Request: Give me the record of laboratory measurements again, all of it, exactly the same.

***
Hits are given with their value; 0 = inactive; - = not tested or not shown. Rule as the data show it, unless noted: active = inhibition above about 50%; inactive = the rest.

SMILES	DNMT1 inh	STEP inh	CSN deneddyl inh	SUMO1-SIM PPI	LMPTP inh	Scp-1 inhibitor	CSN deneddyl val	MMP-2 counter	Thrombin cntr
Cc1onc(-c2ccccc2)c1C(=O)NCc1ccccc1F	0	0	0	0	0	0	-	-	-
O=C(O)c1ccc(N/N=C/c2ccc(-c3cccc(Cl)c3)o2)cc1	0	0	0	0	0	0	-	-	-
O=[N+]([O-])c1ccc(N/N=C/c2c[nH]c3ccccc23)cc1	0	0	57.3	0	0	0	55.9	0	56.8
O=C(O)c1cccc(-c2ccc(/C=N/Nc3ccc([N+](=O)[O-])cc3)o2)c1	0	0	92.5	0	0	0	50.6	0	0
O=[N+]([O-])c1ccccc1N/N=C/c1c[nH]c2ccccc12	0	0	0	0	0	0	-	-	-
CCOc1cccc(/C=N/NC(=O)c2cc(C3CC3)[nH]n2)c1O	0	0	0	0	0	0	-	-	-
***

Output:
Hits are given with their value; 0 = inactive; - = not tested or not shown. Rule as the data show it, unless noted: active = inhibition above about 50%; inactive = the rest.

SMILES	DNMT1 inh	STEP inh	CSN deneddyl inh	SUMO1-SIM PPI	LMPTP inh	Scp-1 inhibitor	CSN deneddyl val	MMP-2 counter	Thrombin cntr
Cc1onc(-c2ccccc2)c1C(=O)NCc1ccccc1F	0	0	0	0	0	0	-	-	-
O=C(O)c1ccc(N/N=C/c2ccc(-c3cccc(Cl)c3)o2)cc1	0	0	0	0	0	0	-	-	-
O=[N+]([O-])c1ccc(N/N=C/c2c[nH]c3ccccc23)cc1	0	0	57.3	0	0	0	55.9	0	56.8
O=C(O)c1cccc(-c2ccc(/C=N/Nc3ccc([N+](=O)[O-])cc3)o2)c1	0	0	92.5	0	0	0	50.6	0	0
O=[N+]([O-])c1ccccc1N/N=C/c1c[nH]c2ccccc12	0	0	0	0	0	0	-	-	-
CCOc1cccc(/C=N/NC(=O)c2cc(C3CC3)[nH]n2)c1O	0	0	0	0	0	0	-	-	-